Return to Transcripts main page

CNN Newsroom

GOP Rep. Liz Cheney Faces Tough Primary After Criticism of Trump; Economists Remain Optimistic On U.S. Economy Amid Recession Fears; Labor Bureau: 300,000 Public School Teachers Left The Field Between February 2020 And May 2022; Study: Extreme Heat Belt To Impact 100+ Million In U.S. In Next 30 Years. Aired 3:30-4p ET

Aired August 15, 2022 - 15:30   ET



VICTOR BLACKWELL, CNN HOST: How, Sarah, if she loses this primary tomorrow, is it clear what's next for her?

SARA MURRAY, CNN POLITICAL CORRESPONDENT: I mean, look, she's still going to have a huge stage. She is still presiding over the January 6th Committee, these hearings. You know, she's an important member of that committee, an important voice on that committee, and we expect they are going to have more hearings in the coming months, so she's still going to be a big voice.

And it's clear she wants to be a voice for abutting Donald Trump even after that. She has not knocked down the possibility of a run in 2024. Whether she could actually get any traction I think is a big open question. But it is very clear she wants to be a voice in the Republican Party that continues to stand up to the lies Donald Trump has spread about the 2020 election.

BLACKWELL: Sara Murray for us there in Cheyenne, thank you.

ALISYN CAMEROTA, CNN HOST: OK Victor let's talk about the economy. Economist mark Zandi is more confident than ever, he says, that U.S. economic recovery is intact. He told CNN, quote, this is not a recession, it's not even in the same universe as a recession, it's just patently wrong to say it is.

CNN's Matt Egan joins us now. Matt, why is he so optimistic?

MATT EGAN, CNN REPORTER: Well, Alisyn, recession fears, they've been running rampant for months now, and some are even arguing that the U.S. economy is already in a recession. But the last few days we've actually had a lot of positive developments that suggested this gloom and doom is probably overdone.

First off you got to start with the jobs market. It is still booming right now. Look at this, we actually had a stronger number in July. It's accelerating. You don't -- economies that are in recession don't add half a million jobs in a single month, and that is exactly what happened in July. We also have to talk about inflation. It's still hot, but it is starting to chill out a bit relatively. Look at the consumer inflation report, 8.5 percent in July. That is

still a very high number, but it is actually down a bit. Gas prices have been one of the biggest pain points. The national average at 3.96, not cheap. But that is certainly down from a month ago -- 5.02 is the record high set in mid-June. We're down from there.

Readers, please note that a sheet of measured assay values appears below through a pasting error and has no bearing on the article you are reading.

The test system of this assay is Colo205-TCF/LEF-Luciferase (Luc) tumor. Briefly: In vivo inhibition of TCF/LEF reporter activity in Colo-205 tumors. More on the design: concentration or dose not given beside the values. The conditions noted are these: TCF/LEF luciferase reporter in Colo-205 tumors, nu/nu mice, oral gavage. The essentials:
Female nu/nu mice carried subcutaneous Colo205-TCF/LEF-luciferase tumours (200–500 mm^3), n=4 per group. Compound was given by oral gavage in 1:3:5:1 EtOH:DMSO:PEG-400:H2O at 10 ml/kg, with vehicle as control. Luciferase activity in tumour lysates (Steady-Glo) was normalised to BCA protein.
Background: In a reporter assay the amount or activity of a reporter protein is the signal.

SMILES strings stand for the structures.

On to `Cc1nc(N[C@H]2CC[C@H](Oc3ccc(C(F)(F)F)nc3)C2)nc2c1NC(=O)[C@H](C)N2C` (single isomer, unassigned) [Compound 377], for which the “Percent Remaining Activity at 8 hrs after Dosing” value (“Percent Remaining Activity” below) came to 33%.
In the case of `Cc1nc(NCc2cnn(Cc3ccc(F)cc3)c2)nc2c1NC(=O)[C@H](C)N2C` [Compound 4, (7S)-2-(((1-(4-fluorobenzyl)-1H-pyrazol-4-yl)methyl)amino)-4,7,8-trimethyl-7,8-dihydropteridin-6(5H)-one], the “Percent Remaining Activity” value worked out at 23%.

Also, consumer sentiment, it is still low, but it is starting to pick up, and the stock market for whatever that's worth, the longest weekly winning streak since last year. So, if you put all of this together, it doesn't mean the economy is in good shape, right, it's not. There are still risks out there, but it does suggest that the idea that the recession has already begun is premature.

CAMEROTA: OK, not to be Debbie downer, but what are the bad signs that you're seeing in the economy.

EGAN: Well, you've got to start with GDP. The block buster China like growth last year, 6, 7 percent. This year, we've had no growth, back- to-back quarters of negative GDP, and every time that has happened since 1948, you have had a recession. Now that alone is not enough to declare a recession has actually happened.

But there are some concerning signs, layoffs are starting to gain steam, Peloton, Soul Cycle, Best Buy in just the last few days have announced layoffs. Jobless claims are historically low but they're picking up. Manufacturing weakness, we learned just today that New York manufacturing unexpectedly collapsed in August. That's just one region, one report. But if that continues, that would be a concern.

We also have these red lights flashing, the bond market, a section of the Treasury yield curve has inverted, that has been an eerily accurate predictor of recessions in the past, and of course, the Federal Reserve is really aggressive trying to fight inflation.

What they wanted to do was raise interest rates like this. This is what they did last time, just a stair step gradual increase. What they have had to do because inflation is so hot, they've had to rapidly raise interest rates, and the risk is that they accidentally slow this economy right into the recession that everyone's trying to avoid.

CAMEROTA: OK, Matt Egan, thank you for helping us understand all of that.

EGAN: Thank you, Alisyn.

BLACKWELL: All right, the Labor Department says that 300,000 teachers have left the profession since the start of the pandemic. We'll talk about what some districts now are doing to cope.


CAMEROTA: The superintendent of the country's second largest school district is sounding the alarm on the growing teacher shortage plaguing public schools this fall. It's prompting some school districts to come up with creative incentives. CNN business correspondent Alison Kosik joins us now. So, Alison, tell us about some of these incentives.

ALISON KOSIK, CNN BUSINESS CORRESPONDENT: Yes, so you're seeing school districts in different pockets of the country needing to recruit teachers. When you think about Florida, they're recruiting military veterans with no teaching experience to get them into the classroom.

You look at Texas in some rural school districts, they're actually changing the school week to a four-day school week. And then you look at Des Moines, Iowa -- love this one because it's the biggest school district in the state, and it's offering $50,000 to teachers who are currently in their positions and looking to retire.

But they're saying wait, let us convince you to stay. We'll dump $50,000 into your retirement account if you agree to stay until June 30th. These are the kinds of dire straits that a lot of these school districts are in right now.

CAMEROTA: Why are they in a teacher shortage?